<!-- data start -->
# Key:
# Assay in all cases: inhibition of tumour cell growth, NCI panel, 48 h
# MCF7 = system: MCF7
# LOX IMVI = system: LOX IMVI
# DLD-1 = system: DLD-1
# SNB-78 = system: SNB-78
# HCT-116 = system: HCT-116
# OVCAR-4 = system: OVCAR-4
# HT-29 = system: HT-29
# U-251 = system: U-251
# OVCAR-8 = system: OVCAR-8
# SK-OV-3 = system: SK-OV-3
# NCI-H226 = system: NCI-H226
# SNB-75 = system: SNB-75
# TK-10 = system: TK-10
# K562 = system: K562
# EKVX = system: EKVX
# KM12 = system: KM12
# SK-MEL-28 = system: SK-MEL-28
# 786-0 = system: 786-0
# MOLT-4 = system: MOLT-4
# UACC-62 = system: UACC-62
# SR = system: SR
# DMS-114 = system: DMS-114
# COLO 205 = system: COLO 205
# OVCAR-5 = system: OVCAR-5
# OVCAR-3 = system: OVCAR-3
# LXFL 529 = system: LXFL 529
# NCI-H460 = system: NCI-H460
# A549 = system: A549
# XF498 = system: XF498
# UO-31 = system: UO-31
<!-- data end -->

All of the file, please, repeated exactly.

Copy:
# Key:
# Assay in all cases: inhibition of tumour cell growth, NCI panel, 48 h
# MCF7 = system: MCF7
# LOX IMVI = system: LOX IMVI
# DLD-1 = system: DLD-1
# SNB-78 = system: SNB-78
# HCT-116 = system: HCT-116
# OVCAR-4 = system: OVCAR-4
# HT-29 = system: HT-29
# U-251 = system: U-251
# OVCAR-8 = system: OVCAR-8
# SK-OV-3 = system: SK-OV-3
# NCI-H226 = system: NCI-H226
# SNB-75 = system: SNB-75
# TK-10 = system: TK-10
# K562 = system: K562
# EKVX = system: EKVX
# KM12 = system: KM12
# SK-MEL-28 = system: SK-MEL-28
# 786-0 = system: 786-0
# MOLT-4 = system: MOLT-4
# UACC-62 = system: UACC-62
# SR = system: SR
# DMS-114 = system: DMS-114
# COLO 205 = system: COLO 205
# OVCAR-5 = system: OVCAR-5
# OVCAR-3 = system: OVCAR-3
# LXFL 529 = system: LXFL 529
# NCI-H460 = system: NCI-H460
# A549 = system: A549
# XF498 = system: XF498
# UO-31 = system: UO-31